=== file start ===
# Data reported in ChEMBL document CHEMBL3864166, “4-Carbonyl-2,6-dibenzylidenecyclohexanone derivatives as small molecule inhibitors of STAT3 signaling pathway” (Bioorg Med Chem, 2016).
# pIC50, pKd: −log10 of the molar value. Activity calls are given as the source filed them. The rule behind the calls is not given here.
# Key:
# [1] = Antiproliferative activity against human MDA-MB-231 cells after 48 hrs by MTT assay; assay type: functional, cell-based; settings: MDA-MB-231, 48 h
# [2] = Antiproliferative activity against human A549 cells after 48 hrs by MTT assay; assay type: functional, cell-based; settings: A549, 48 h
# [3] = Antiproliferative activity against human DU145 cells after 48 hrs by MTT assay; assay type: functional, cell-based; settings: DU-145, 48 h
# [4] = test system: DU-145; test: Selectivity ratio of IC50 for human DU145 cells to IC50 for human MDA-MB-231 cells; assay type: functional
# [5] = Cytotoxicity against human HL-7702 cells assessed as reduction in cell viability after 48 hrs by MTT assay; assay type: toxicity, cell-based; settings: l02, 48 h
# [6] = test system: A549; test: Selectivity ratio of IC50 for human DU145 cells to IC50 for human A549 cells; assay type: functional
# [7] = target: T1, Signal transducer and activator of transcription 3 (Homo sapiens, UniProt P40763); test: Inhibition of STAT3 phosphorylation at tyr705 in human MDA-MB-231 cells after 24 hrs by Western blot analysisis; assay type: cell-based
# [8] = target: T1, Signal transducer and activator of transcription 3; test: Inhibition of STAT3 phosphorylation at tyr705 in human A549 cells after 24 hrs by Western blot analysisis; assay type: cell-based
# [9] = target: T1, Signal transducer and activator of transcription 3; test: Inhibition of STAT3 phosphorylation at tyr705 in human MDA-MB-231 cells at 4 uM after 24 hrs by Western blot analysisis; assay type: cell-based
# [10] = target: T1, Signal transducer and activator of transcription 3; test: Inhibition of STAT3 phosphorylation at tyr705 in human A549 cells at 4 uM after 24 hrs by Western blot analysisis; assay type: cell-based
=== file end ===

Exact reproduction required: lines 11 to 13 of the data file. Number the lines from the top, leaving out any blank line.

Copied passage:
# [8] = target: T1, Signal transducer and activator of transcription 3; test: Inhibition of STAT3 phosphorylation at tyr705 in human A549 cells after 24 hrs by Western blot analysisis; assay type: cell-based
# [9] = target: T1, Signal transducer and activator of transcription 3; test: Inhibition of STAT3 phosphorylation at tyr705 in human MDA-MB-231 cells at 4 uM after 24 hrs by Western blot analysisis; assay type: cell-based
# [10] = target: T1, Signal transducer and activator of transcription 3; test: Inhibition of STAT3 phosphorylation at tyr705 in human A549 cells at 4 uM after 24 hrs by Western blot analysisis; assay type: cell-based